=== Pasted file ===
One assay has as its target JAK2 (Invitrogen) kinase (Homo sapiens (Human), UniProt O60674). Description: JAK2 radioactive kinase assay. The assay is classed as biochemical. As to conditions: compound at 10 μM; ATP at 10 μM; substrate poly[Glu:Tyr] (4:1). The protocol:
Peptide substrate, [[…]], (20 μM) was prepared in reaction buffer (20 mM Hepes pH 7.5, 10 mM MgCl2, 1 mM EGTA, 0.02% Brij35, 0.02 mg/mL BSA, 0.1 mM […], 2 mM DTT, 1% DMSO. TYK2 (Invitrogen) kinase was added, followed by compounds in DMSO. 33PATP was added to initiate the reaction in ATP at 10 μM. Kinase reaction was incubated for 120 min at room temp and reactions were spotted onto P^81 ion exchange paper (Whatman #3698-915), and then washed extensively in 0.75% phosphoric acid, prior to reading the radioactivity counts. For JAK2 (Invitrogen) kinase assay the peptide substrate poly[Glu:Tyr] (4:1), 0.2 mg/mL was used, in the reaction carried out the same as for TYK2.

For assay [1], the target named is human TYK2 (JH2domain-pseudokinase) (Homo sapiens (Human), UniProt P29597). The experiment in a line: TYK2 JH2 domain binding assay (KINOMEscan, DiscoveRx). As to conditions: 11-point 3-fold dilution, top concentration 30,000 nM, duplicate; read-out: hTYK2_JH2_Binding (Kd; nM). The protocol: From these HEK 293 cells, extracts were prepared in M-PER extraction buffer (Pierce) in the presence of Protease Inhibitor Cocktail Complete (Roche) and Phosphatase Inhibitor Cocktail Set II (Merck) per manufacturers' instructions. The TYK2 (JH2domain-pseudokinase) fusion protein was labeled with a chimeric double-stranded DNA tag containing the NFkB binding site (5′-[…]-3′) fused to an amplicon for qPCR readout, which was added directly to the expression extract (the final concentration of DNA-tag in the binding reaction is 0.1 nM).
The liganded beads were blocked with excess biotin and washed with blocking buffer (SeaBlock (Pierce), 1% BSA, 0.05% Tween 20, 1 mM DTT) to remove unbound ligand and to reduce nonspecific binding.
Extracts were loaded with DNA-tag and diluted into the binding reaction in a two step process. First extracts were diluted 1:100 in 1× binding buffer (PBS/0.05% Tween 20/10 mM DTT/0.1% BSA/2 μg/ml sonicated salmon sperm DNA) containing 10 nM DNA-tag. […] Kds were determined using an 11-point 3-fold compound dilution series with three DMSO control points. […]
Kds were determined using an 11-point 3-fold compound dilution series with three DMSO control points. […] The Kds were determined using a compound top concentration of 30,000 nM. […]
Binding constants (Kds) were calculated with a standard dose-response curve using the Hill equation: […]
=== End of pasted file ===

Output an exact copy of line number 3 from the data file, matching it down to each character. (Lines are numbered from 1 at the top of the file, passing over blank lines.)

For assay [1], the target named is human TYK2 (JH2domain-pseudokinase) (Homo sapiens (Human), UniProt P29597). The experiment in a line: TYK2 JH2 domain binding assay (KINOMEscan, DiscoveRx). As to conditions: 11-point 3-fold dilution, top concentration 30,000 nM, duplicate; read-out: hTYK2_JH2_Binding (Kd; nM). The protocol: From these HEK 293 cells, extracts were prepared in M-PER extraction buffer (Pierce) in the presence of Protease Inhibitor Cocktail Complete (Roche) and Phosphatase Inhibitor Cocktail Set II (Merck) per manufacturers' instructions. The TYK2 (JH2domain-pseudokinase) fusion protein was labeled with a chimeric double-stranded DNA tag containing the NFkB binding site (5′-[…]-3′) fused to an amplicon for qPCR readout, which was added directly to the expression extract (the final concentration of DNA-tag in the binding reaction is 0.1 nM).